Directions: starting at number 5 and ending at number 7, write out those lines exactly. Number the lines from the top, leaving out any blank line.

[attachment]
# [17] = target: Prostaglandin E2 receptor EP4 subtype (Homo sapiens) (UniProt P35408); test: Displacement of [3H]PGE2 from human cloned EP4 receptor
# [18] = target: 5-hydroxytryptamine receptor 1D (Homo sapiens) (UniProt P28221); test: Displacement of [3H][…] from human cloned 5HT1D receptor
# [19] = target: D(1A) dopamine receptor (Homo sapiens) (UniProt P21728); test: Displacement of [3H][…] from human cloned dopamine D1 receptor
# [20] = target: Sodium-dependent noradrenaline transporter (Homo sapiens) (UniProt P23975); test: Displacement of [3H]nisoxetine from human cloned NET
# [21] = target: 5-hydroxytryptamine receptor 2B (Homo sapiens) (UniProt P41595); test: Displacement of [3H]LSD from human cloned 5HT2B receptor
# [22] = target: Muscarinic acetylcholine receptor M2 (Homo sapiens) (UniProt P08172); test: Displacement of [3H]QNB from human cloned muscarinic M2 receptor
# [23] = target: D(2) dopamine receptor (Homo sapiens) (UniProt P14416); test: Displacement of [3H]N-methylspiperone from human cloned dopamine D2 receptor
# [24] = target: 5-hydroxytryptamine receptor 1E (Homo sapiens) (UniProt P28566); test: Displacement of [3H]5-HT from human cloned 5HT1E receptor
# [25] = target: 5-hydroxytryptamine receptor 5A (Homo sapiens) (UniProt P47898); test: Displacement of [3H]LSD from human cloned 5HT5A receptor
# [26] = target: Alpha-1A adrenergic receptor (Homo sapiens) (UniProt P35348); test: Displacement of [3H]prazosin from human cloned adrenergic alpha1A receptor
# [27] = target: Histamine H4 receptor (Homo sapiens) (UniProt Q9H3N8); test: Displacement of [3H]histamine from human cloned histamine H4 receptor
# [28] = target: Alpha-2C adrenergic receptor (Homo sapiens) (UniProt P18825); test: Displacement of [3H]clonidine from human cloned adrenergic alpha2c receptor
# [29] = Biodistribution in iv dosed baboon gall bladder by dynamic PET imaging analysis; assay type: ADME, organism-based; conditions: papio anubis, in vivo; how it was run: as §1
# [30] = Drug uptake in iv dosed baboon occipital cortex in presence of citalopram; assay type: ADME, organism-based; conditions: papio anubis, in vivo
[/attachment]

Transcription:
# [21] = target: 5-hydroxytryptamine receptor 2B (Homo sapiens) (UniProt P41595); test: Displacement of [3H]LSD from human cloned 5HT2B receptor
# [22] = target: Muscarinic acetylcholine receptor M2 (Homo sapiens) (UniProt P08172); test: Displacement of [3H]QNB from human cloned muscarinic M2 receptor
# [23] = target: D(2) dopamine receptor (Homo sapiens) (UniProt P14416); test: Displacement of [3H]N-methylspiperone from human cloned dopamine D2 receptor